“This beautifulbook contains contemporary artwork, photography, poetry and short writings including personal experiences of Matariki – the Maori New Year. It also contains an introduction and background to Matariki. The artists include painters, sculptors, photographers, weavers, and carvers.” (Adapted from Syndetics summary)

Syndetics book coverA concise encyclopedia of Maori myth and legend / Margaret Orbell.
“Based on The Illustrated Encyclopedia of Maori Myth and Legend this is a concise guide to Maori myths and legends, religious beliefs, folklore and history. More than 300 entries, arranged alphabetically, reveal the subtlety and complexity of the traditional Maori view of the world, and a large index provides cross-referencing.” (Syndetics summary)

Syndetics book coverTe taiao: Māori and the natural world.
“In this richly illustrated book, Maori scholars and writers share the traditional knowledge passed down the generations by word of mouth. It provides a unique window on the relationship of the people of this land with their environment, as well as the profound knowledge and necessary skills they needed to survive here.” (Syndetics summary)

Syndetics book coverThe seven sisters of the Pleiades : stories from around the world / Munya Andrews.
“The legends of the Seven Sisters of the Pleiades that poets, priests, prophets, shamans, storytellers, artists, singers, and historians have told throughout time are retold in this compilation of the stories that have found their inspiration in nine beautiful stars clustered together in the night sky. Serious astronomical research complements the variety of mythological explanations for the stars’ existence by providing the modern world’s scientific understanding of them.” (Adapted from Syndetics summary)

Te mahi māra hua parakore : a Māori food sovereignty handbook / nā Jessica Hutchings.
“Jessica Hutchings (hua parakore gardener, activist, academic and certified Te Waka Kai Ora grower) explains the political implications of the decisions that we make about growing and eating kai. She encourages us to take control over the food security of our whanau, providing practical advice on how to grow kai in accordance with the kaupapa of hua parakore, inspiring us with stories of hua parakore heroes and reassuring us that becoming a hua parakore gardener is a journey that anyone can embark on.”(Syndetics summary)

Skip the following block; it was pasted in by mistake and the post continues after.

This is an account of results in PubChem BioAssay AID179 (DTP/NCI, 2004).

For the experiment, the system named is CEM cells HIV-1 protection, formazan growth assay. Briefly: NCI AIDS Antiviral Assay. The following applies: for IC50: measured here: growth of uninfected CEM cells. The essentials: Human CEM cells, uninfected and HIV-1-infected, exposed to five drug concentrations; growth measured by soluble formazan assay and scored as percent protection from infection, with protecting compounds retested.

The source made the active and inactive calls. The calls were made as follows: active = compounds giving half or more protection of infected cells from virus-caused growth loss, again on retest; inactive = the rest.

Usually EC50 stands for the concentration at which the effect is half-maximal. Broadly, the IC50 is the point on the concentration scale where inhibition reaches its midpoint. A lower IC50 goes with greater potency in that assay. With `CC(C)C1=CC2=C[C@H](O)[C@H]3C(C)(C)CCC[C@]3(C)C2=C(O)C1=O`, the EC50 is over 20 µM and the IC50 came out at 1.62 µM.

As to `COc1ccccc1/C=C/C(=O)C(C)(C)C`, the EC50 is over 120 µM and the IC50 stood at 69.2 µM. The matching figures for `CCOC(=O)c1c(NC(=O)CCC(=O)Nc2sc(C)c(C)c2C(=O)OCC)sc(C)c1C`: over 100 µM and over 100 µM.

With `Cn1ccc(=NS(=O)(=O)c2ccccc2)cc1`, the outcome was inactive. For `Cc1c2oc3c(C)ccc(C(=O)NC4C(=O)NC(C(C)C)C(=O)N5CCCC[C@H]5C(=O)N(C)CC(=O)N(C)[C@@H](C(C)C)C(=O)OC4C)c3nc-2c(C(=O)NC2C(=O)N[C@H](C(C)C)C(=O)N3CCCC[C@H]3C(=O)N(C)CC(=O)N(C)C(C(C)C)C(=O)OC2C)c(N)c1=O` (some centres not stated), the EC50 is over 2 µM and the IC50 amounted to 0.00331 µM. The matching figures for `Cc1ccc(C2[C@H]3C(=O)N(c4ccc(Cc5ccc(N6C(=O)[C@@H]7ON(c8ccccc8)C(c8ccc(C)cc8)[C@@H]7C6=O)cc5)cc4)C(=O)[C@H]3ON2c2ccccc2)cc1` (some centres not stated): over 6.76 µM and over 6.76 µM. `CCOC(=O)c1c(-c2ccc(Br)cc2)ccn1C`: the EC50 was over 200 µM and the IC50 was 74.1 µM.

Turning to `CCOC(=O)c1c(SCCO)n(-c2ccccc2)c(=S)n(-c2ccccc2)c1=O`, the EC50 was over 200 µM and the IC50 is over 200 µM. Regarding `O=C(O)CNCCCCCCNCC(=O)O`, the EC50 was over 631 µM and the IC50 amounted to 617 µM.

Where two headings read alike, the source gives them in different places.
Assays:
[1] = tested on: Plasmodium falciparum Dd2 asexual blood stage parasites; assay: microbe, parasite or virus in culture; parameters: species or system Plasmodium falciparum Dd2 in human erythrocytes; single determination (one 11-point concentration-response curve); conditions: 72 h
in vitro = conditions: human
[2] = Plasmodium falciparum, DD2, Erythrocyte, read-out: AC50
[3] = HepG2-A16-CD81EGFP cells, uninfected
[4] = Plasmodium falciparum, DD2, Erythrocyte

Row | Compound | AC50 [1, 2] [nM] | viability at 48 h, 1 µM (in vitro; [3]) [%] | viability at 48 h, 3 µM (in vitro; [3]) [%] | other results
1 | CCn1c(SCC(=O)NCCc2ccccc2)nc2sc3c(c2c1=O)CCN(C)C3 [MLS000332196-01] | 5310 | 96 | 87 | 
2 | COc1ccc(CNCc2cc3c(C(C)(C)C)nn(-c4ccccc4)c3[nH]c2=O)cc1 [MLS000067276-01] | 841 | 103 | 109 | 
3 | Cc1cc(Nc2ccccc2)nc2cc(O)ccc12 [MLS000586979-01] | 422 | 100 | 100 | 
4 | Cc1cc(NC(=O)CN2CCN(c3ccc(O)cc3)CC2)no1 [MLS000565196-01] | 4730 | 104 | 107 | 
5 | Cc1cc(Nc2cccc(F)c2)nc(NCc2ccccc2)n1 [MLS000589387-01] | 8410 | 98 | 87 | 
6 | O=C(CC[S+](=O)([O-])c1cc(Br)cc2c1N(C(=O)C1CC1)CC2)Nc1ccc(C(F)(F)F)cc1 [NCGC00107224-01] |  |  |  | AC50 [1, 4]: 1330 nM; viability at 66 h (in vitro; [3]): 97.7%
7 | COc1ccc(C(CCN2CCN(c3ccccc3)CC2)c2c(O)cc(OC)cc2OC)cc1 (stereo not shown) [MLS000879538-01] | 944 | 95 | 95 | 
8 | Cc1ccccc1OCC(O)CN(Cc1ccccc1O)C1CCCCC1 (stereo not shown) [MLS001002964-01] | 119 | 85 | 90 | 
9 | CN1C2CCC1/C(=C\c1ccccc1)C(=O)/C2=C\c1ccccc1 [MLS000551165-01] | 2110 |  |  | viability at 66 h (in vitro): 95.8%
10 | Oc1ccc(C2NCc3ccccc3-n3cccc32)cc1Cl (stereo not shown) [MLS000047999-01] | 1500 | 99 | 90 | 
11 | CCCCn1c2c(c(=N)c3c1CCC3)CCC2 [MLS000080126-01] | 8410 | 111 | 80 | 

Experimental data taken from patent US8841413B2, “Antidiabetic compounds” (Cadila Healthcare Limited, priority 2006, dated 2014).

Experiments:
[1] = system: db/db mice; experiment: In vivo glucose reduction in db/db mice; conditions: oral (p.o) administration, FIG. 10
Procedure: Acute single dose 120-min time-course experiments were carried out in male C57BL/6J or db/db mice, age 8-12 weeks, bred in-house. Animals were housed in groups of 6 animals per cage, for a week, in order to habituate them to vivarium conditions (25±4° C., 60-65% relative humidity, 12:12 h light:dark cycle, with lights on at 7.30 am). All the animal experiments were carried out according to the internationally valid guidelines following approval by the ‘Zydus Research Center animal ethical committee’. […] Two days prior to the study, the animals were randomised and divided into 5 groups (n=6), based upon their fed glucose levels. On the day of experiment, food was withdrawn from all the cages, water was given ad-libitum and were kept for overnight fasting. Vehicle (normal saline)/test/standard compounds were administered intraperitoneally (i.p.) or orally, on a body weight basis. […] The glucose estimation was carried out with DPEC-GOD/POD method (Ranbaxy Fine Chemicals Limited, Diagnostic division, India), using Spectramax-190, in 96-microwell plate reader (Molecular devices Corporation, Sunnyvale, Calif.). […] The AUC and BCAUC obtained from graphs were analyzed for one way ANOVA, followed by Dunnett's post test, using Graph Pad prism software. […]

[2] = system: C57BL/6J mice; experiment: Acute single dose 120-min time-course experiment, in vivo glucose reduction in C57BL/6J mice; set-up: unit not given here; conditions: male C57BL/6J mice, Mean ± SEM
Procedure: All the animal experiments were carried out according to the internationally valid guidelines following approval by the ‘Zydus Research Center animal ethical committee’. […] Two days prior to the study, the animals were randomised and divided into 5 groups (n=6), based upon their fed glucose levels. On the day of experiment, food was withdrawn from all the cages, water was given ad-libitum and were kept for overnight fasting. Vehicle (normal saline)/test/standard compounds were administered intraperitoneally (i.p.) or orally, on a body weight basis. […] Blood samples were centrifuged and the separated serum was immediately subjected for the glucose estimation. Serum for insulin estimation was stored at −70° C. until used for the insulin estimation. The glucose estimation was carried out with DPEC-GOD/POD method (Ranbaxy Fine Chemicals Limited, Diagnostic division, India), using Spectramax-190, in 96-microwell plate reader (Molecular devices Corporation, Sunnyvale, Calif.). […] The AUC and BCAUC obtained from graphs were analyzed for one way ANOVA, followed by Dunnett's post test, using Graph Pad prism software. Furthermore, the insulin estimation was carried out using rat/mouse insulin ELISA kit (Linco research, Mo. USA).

Further books to explore:

The illustrated encyclopedia of Maori myth and legend / Margaret Orbell.

The astronomical knowledge of the Māori genuine and empirical : including data concerning their systems of astrogeny, astrolatry, and natural astrology, with notes on certain other natural phenomena / by Elsdon Best.

Māori agriculture : the cultivated food plants of the natives of New Zealand : with some account of native methods of agriculture, its ritual and origin myths / by Elsdon Best.

Matariki : te whetũ o te tau=Aotearoa Pacific New Year.

Useful websites:

Te Ara: The Encylopaedia of New Zealand: Matariki

Ministry for Culture and Heritage: Matariki

Te Papa: Matariki

NASA: The Pleiades

#MatarikiMash challenge #7: Monday 2nd July

Nau mai, welcome to the last week of #MatarikiMash challenge! You have two more chances to play. Your words for today are:

  • moana (ocean, lake)
  • ināianei (now)
  • inu (drink)
  • wheke (octopus)

Head over to Twitter to join in! (@wcl_library)

Wondering what’s going on? On Mondays and Wednesdays for four weeks, test your imagination and your skill with language, and help us celebrate Matariki! Inspired by the New Zealand Book Council’s #ramereshorts weekly Twitter competitions, we’ll be running a special word challenge for the 4 weeks of Matariki, every Monday and Wednesday.

We’ll post up four te reo Māori kupu each morning, and all you need to do is bring your word play skills and include them in a tweet short story or poem, together with the #MatarikiMash hashtag.

We’ll be retweeting entries through the day as they come in.

Matariki Mash

Many thanks go to the New Zealand Book Council, for letting us borrow their idea:

New Zealand Book Council

#MatarikiMash challenge #6: Wednesday 27th June

Nau mai, welcome to the #MatarikiMash challenge! Your words for today are:

  • tākuta (doctor)
  • māra (garden)
  • hinga (fall, fall over)
  • kiore (rat, mouse)

Head over to Twitter to join in! (@wcl_library)

Wondering what’s going on? On Mondays and Wednesdays for four weeks, test your imagination and your skill with language, and help us celebrate Matariki! Inspired by the New Zealand Book Council’s #ramereshorts weekly Twitter competitions, we’ll be running a special word challenge for the 4 weeks of Matariki, every Monday and Wednesday.